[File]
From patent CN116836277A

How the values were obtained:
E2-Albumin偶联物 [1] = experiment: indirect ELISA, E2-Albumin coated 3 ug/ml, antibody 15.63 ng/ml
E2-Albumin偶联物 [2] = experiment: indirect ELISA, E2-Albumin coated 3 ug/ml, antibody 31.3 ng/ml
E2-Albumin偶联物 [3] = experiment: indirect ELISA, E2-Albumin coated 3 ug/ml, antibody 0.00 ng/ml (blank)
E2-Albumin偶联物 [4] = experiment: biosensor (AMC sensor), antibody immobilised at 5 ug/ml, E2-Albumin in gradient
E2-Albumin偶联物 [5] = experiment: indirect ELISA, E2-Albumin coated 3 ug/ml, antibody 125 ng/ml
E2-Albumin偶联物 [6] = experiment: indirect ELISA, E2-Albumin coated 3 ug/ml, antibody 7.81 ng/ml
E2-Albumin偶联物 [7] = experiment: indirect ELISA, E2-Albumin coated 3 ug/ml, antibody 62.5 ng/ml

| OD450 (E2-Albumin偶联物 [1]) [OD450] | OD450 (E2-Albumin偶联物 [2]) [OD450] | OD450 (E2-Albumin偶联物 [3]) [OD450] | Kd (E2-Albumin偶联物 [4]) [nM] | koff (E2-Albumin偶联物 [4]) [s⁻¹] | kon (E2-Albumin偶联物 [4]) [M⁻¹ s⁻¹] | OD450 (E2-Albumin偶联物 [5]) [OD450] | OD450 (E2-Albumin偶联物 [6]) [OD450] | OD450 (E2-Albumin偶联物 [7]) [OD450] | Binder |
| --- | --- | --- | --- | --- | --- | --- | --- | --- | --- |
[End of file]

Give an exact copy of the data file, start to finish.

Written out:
From patent CN116836277A

How the values were obtained:
E2-Albumin偶联物 [1] = experiment: indirect ELISA, E2-Albumin coated 3 ug/ml, antibody 15.63 ng/ml
E2-Albumin偶联物 [2] = experiment: indirect ELISA, E2-Albumin coated 3 ug/ml, antibody 31.3 ng/ml
E2-Albumin偶联物 [3] = experiment: indirect ELISA, E2-Albumin coated 3 ug/ml, antibody 0.00 ng/ml (blank)
E2-Albumin偶联物 [4] = experiment: biosensor (AMC sensor), antibody immobilised at 5 ug/ml, E2-Albumin in gradient
E2-Albumin偶联物 [5] = experiment: indirect ELISA, E2-Albumin coated 3 ug/ml, antibody 125 ng/ml
E2-Albumin偶联物 [6] = experiment: indirect ELISA, E2-Albumin coated 3 ug/ml, antibody 7.81 ng/ml
E2-Albumin偶联物 [7] = experiment: indirect ELISA, E2-Albumin coated 3 ug/ml, antibody 62.5 ng/ml

| OD450 (E2-Albumin偶联物 [1]) [OD450] | OD450 (E2-Albumin偶联物 [2]) [OD450] | OD450 (E2-Albumin偶联物 [3]) [OD450] | Kd (E2-Albumin偶联物 [4]) [nM] | koff (E2-Albumin偶联物 [4]) [s⁻¹] | kon (E2-Albumin偶联物 [4]) [M⁻¹ s⁻¹] | OD450 (E2-Albumin偶联物 [5]) [OD450] | OD450 (E2-Albumin偶联物 [6]) [OD450] | OD450 (E2-Albumin偶联物 [7]) [OD450] | Binder |
| --- | --- | --- | --- | --- | --- | --- | --- | --- | --- |